The income gap between the richest and poorest in United States grew last year to the widest amount on record as young adults — and children in particular — struggled to stay afloat in the recession.
The findings were among a broad array of new US Census Bureau data released Tuesday that document the far-reaching impact of a business slump that experts say technically ended in June 2009 — considerably fewer homeowners, people doubling up in housing to save money and a surging demand for food stamps.
The top-earning 20 percent of US citizens, (those making more than $100,000 a year), received 49.4% of all income generated in the United States, compared with the 3.4% earned by those below the poverty line, according to newly released census figures. That ratio of 14.5-to-1 was an increase from 13.6 in 2008 and nearly doubles a low of 7.69 in 1968.
A different measure, the international Gini index, indicated that U.S. income inequality at its highest level since the Census Bureau began tracking household incomes in 1967. The U.S. also has the greatest disparity among Western industrialized nations.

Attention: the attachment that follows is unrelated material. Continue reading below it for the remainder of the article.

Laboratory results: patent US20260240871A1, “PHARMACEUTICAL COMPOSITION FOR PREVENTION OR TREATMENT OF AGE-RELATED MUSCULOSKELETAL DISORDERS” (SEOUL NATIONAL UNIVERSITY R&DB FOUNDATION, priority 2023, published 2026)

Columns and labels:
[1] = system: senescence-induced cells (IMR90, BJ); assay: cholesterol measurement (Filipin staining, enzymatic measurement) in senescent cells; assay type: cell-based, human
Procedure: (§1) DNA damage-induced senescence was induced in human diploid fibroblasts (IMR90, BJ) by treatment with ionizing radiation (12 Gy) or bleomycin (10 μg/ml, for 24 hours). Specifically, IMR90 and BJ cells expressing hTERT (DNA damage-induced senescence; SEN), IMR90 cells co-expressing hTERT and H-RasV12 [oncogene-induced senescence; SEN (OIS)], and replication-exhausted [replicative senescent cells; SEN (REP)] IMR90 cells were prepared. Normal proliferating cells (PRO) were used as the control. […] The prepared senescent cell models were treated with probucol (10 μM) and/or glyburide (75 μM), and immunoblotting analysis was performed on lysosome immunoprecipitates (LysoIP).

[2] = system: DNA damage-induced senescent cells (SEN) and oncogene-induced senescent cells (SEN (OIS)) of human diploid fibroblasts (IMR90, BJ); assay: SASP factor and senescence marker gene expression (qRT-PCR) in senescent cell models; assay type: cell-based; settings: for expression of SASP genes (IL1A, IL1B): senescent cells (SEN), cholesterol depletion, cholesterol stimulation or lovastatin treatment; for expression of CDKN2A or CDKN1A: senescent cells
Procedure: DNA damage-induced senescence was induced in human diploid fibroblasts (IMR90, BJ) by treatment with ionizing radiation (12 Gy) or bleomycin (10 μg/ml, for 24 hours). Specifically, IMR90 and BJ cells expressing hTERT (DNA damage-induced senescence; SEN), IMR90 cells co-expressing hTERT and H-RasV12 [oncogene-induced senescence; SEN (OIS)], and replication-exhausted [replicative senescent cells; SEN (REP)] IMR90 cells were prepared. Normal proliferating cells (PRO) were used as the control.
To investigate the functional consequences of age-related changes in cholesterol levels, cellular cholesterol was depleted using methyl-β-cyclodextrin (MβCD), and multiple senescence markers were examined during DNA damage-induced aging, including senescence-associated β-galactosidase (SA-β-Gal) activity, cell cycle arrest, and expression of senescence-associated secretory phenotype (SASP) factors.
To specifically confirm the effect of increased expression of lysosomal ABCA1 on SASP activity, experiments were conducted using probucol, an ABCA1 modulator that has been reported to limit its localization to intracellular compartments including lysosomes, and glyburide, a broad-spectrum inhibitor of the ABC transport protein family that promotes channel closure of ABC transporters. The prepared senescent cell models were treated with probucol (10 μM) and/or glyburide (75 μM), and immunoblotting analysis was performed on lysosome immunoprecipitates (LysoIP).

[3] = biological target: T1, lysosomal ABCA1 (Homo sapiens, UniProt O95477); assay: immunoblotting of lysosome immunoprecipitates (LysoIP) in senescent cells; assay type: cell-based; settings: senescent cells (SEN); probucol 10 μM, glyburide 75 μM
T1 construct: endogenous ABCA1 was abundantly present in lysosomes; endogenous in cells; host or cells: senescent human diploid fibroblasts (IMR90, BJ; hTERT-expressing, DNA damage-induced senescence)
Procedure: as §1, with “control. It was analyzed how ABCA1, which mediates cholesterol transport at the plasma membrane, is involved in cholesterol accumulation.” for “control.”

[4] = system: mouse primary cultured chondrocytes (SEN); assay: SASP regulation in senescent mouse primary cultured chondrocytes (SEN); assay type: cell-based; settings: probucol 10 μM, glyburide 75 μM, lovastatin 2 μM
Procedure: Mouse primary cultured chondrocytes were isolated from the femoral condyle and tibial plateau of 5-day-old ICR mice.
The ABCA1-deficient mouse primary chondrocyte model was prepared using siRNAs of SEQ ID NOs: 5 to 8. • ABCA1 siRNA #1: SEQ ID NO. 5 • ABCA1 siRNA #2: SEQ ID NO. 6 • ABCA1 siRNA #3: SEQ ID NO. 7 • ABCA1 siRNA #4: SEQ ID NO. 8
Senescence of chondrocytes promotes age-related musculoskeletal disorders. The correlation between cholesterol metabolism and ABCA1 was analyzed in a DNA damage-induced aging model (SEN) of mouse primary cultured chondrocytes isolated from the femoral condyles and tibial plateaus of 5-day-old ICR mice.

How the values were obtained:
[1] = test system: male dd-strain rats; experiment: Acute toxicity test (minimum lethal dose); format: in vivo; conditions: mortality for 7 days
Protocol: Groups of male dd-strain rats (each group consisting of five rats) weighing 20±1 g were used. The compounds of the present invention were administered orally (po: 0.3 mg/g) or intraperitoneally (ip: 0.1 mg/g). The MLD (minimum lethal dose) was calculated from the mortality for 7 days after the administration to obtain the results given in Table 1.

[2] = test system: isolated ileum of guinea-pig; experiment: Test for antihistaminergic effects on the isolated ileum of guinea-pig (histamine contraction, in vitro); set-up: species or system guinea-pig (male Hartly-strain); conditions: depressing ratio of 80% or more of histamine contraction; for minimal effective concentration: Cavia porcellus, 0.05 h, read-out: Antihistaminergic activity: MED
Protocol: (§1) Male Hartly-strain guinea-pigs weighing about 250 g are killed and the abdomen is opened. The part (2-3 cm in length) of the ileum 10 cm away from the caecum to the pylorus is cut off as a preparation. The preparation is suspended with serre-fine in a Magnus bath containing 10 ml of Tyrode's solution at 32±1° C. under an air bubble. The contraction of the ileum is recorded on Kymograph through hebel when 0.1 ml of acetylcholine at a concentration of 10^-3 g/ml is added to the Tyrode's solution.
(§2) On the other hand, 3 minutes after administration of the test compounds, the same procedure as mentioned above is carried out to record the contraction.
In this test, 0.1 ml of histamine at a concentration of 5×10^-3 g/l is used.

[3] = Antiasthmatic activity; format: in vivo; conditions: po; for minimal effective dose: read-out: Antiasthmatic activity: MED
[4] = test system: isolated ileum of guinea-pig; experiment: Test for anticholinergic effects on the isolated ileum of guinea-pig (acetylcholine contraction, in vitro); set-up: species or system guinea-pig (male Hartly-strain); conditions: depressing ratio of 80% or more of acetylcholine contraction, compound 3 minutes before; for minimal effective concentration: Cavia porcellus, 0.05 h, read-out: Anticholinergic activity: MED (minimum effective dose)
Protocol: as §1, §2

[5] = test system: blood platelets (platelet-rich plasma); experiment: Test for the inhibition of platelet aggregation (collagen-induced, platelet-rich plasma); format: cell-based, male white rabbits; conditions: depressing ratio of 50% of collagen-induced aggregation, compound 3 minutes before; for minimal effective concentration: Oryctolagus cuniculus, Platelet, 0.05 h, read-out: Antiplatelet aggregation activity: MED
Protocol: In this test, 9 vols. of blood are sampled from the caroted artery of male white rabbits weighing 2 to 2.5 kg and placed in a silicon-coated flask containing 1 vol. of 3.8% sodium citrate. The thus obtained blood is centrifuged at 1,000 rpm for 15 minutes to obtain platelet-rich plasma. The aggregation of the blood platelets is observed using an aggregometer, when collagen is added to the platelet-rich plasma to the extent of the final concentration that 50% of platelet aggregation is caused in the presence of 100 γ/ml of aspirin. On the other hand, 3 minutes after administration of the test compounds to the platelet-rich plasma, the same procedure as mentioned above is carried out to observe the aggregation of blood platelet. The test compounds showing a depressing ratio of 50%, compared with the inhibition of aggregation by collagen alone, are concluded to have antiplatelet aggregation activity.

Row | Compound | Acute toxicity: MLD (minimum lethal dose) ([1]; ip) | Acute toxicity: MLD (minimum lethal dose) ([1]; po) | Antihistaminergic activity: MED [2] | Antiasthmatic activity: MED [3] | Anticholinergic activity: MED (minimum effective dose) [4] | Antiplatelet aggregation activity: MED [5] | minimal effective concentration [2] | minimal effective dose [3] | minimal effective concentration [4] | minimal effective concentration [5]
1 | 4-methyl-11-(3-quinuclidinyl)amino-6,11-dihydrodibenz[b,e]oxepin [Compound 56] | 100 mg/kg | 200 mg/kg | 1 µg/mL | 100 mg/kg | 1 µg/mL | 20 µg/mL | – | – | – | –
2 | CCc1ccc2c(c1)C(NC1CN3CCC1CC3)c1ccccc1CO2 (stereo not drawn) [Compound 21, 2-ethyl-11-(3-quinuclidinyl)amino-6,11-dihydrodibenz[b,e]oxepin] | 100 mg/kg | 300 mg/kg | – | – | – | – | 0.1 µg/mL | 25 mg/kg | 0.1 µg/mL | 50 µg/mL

At the top, the wealthiest 5%, who earn more than $180,000, added slightly to their annual incomes last year, census data indicate. Families at the $50,000 median level slipped lower.
“Income inequality is rising, and if we took into account tax data, it would be even more,” said Timothy Smeeding, a University of Wisconsin professor who specializes in poverty. “More than other countries, we have a very unequal income distribution, where compensation goes to the top in a winner-takes-all economy.”
Three states — New York, Connecticut and Texas — and the District of Columbia had the largest gaps in rich and poor, disparities that exceeded the national average. Similar income gaps were evident in large cities such as New York, Miami, Los Angeles, Boston and Atlanta, home to both highly paid financial and high-tech jobs and clusters of poorer immigrant and minority residents.